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William Howard Doane

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William H. Doane

Biography

William Howard Doane (3 February 1832, Preston, Connecticut – 23 December 1915, South Orange, New Jersey) was an industrialist and a prolific composer of Christian hymn tunes.

Doane was interested in music from his early boyhood. When he was 6 years old, he sang frequently in public, and at age 10, he sang in the church choir. He played flute at age 12, bass violin at 13, and at age 15 he could play cabinet organ. At age 15, he began to compose. From 1852-1854, Doane served as conductor of the Norwich Harmonic Society. In 1875 he received his doctorate in music from Denison University, which subsequently named it's library in memory of him.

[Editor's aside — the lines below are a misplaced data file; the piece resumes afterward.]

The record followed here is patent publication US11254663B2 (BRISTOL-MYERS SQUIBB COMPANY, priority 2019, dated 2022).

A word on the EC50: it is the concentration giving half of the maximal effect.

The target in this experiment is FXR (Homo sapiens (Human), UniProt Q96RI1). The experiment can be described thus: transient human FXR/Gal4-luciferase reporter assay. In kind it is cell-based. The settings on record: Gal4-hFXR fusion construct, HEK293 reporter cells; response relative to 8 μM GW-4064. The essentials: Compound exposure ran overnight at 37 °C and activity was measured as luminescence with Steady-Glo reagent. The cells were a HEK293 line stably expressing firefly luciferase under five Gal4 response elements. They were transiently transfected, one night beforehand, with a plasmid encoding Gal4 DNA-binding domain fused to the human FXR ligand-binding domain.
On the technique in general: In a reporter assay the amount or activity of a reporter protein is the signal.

In his musical career he edited forty-three collections of hymns and composed an estimated 2,300 works, including hundreds of original hymns and hymn settings. He is best known as a longtime collaborator of Fanny Crosby, having written music for an estimated 1,500 of Crosby's poems. As well as hymns, Doane composed secular instrumental, vocal, and choral works, including two cantatas on the legend of Santa Claus.

In religious work he headed the Ohio Baptist Convention Ministers Aid Society for the Midwest. As an industrialist, he held patents on wood-working machinery and in 1861 became President of J. A. Fay and Company.


Works for Winds


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